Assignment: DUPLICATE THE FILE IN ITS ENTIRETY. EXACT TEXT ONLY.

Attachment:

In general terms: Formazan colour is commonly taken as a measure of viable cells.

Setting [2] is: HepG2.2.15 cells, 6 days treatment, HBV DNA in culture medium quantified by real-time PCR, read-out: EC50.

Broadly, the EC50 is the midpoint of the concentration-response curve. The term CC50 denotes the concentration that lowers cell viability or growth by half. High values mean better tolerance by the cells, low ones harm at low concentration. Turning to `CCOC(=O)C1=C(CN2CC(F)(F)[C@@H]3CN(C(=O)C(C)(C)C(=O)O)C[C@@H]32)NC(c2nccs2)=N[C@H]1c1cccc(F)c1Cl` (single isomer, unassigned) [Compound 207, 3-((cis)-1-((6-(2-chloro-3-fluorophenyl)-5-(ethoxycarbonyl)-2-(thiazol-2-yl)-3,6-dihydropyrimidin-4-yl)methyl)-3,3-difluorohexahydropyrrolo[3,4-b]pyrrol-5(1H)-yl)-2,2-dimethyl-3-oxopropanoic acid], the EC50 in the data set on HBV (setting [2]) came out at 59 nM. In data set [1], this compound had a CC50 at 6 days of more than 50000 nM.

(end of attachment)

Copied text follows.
In general terms: Formazan colour is commonly taken as a measure of viable cells.

Setting [2] is: HepG2.2.15 cells, 6 days treatment, HBV DNA in culture medium quantified by real-time PCR, read-out: EC50.

Broadly, the EC50 is the midpoint of the concentration-response curve. The term CC50 denotes the concentration that lowers cell viability or growth by half. High values mean better tolerance by the cells, low ones harm at low concentration. Turning to `CCOC(=O)C1=C(CN2CC(F)(F)[C@@H]3CN(C(=O)C(C)(C)C(=O)O)C[C@@H]32)NC(c2nccs2)=N[C@H]1c1cccc(F)c1Cl` (single isomer, unassigned) [Compound 207, 3-((cis)-1-((6-(2-chloro-3-fluorophenyl)-5-(ethoxycarbonyl)-2-(thiazol-2-yl)-3,6-dihydropyrimidin-4-yl)methyl)-3,3-difluorohexahydropyrrolo[3,4-b]pyrrol-5(1H)-yl)-2,2-dimethyl-3-oxopropanoic acid], the EC50 in the data set on HBV (setting [2]) came out at 59 nM. In data set [1], this compound had a CC50 at 6 days of more than 50000 nM.